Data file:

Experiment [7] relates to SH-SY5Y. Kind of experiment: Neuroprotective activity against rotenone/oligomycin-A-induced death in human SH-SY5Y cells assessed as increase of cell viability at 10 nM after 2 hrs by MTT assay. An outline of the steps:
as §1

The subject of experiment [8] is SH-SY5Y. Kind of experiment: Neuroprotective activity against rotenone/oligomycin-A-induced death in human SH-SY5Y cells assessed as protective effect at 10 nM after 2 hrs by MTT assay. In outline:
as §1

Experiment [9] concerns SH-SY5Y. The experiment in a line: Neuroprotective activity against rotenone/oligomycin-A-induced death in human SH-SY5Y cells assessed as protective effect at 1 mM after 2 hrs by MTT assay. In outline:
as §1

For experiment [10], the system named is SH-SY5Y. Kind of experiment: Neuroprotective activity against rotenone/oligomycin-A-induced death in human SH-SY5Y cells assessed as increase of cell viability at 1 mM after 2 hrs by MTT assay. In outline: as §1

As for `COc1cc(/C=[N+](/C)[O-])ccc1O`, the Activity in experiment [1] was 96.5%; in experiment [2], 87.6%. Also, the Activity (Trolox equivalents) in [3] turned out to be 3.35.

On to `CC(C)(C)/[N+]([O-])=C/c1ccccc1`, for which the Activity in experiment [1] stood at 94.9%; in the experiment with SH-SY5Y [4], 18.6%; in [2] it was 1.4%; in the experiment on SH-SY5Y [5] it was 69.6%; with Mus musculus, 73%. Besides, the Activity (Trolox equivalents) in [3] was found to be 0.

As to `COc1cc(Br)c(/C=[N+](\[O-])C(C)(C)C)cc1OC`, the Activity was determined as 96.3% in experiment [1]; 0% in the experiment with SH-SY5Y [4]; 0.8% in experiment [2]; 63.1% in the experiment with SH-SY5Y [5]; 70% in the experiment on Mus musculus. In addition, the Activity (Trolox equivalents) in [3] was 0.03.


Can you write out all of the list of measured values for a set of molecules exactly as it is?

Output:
Experiment [7] relates to SH-SY5Y. Kind of experiment: Neuroprotective activity against rotenone/oligomycin-A-induced death in human SH-SY5Y cells assessed as increase of cell viability at 10 nM after 2 hrs by MTT assay. An outline of the steps:
as §1

The subject of experiment [8] is SH-SY5Y. Kind of experiment: Neuroprotective activity against rotenone/oligomycin-A-induced death in human SH-SY5Y cells assessed as protective effect at 10 nM after 2 hrs by MTT assay. In outline:
as §1

Experiment [9] concerns SH-SY5Y. The experiment in a line: Neuroprotective activity against rotenone/oligomycin-A-induced death in human SH-SY5Y cells assessed as protective effect at 1 mM after 2 hrs by MTT assay. In outline:
as §1

For experiment [10], the system named is SH-SY5Y. Kind of experiment: Neuroprotective activity against rotenone/oligomycin-A-induced death in human SH-SY5Y cells assessed as increase of cell viability at 1 mM after 2 hrs by MTT assay. In outline: as §1

As for `COc1cc(/C=[N+](/C)[O-])ccc1O`, the Activity in experiment [1] was 96.5%; in experiment [2], 87.6%. Also, the Activity (Trolox equivalents) in [3] turned out to be 3.35.

On to `CC(C)(C)/[N+]([O-])=C/c1ccccc1`, for which the Activity in experiment [1] stood at 94.9%; in the experiment with SH-SY5Y [4], 18.6%; in [2] it was 1.4%; in the experiment on SH-SY5Y [5] it was 69.6%; with Mus musculus, 73%. Besides, the Activity (Trolox equivalents) in [3] was found to be 0.

As to `COc1cc(Br)c(/C=[N+](\[O-])C(C)(C)C)cc1OC`, the Activity was determined as 96.3% in experiment [1]; 0% in the experiment with SH-SY5Y [4]; 0.8% in experiment [2]; 63.1% in the experiment with SH-SY5Y [5]; 70% in the experiment on Mus musculus. In addition, the Activity (Trolox equivalents) in [3] was 0.03.